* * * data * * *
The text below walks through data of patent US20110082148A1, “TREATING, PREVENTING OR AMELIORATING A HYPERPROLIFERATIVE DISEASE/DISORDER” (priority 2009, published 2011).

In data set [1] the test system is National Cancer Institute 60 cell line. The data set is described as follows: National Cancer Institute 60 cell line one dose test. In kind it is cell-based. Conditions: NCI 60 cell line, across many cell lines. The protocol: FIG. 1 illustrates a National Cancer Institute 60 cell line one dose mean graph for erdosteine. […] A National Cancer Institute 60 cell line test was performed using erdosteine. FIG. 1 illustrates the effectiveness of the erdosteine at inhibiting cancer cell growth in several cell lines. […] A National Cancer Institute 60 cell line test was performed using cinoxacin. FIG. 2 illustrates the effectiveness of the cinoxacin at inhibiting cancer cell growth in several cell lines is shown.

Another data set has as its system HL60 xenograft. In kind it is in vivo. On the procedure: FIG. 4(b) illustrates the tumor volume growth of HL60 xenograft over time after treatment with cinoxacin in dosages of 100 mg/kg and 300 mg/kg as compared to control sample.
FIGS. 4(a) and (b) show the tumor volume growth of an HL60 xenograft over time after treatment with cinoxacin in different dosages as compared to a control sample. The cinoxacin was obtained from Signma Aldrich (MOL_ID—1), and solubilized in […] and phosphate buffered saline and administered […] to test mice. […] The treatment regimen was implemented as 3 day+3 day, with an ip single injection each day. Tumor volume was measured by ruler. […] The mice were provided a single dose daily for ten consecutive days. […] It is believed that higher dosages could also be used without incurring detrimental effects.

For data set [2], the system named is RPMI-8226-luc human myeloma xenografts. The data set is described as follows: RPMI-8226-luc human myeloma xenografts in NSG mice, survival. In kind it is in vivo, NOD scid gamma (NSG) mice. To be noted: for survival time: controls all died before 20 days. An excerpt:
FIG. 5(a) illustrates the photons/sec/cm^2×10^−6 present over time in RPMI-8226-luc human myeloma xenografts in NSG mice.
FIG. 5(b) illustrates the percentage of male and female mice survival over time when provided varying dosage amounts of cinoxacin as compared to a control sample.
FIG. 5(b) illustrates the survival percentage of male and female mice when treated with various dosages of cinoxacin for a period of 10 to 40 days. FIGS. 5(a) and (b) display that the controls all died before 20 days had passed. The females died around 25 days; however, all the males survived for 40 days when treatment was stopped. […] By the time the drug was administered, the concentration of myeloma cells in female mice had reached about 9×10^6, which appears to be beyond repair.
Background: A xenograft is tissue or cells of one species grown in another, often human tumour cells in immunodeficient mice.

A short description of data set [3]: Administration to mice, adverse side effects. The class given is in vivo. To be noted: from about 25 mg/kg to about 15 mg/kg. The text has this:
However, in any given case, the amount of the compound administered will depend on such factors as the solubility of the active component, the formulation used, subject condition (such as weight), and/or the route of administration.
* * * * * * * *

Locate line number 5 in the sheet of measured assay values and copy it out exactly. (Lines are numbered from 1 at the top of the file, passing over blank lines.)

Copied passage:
For data set [2], the system named is RPMI-8226-luc human myeloma xenografts. The data set is described as follows: RPMI-8226-luc human myeloma xenografts in NSG mice, survival. In kind it is in vivo, NOD scid gamma (NSG) mice. To be noted: for survival time: controls all died before 20 days. An excerpt: